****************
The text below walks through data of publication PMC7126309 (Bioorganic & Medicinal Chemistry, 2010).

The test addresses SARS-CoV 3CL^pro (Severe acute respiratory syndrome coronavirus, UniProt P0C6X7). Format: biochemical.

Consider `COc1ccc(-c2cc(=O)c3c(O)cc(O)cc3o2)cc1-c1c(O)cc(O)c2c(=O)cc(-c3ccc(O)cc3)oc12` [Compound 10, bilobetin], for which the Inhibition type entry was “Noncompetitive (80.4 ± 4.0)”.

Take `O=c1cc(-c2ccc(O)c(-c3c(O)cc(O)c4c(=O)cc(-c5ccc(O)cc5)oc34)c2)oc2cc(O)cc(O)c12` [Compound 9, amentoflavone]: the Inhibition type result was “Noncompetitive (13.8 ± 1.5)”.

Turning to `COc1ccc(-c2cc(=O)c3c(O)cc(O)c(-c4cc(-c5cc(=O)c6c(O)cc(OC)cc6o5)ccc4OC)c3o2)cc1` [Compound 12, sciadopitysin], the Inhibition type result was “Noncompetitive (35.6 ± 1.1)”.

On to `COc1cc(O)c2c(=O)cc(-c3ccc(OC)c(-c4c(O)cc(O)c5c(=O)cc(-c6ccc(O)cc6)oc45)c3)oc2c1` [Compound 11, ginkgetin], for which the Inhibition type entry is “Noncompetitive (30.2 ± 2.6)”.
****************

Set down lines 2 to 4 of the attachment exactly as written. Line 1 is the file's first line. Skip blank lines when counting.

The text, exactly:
The test addresses SARS-CoV 3CL^pro (Severe acute respiratory syndrome coronavirus, UniProt P0C6X7). Format: biochemical.

Consider `COc1ccc(-c2cc(=O)c3c(O)cc(O)cc3o2)cc1-c1c(O)cc(O)c2c(=O)cc(-c3ccc(O)cc3)oc12` [Compound 10, bilobetin], for which the Inhibition type entry was “Noncompetitive (80.4 ± 4.0)”.

Take `O=c1cc(-c2ccc(O)c(-c3c(O)cc(O)c4c(=O)cc(-c5ccc(O)cc5)oc34)c2)oc2cc(O)cc(O)c12` [Compound 9, amentoflavone]: the Inhibition type result was “Noncompetitive (13.8 ± 1.5)”.